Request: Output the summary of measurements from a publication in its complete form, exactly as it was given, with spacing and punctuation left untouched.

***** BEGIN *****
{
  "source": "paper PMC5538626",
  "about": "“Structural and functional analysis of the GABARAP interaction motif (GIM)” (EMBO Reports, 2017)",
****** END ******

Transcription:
{
  "source": "paper PMC5538626",
  "about": "“Structural and functional analysis of the GABARAP interaction motif (GIM)” (EMBO Reports, 2017)",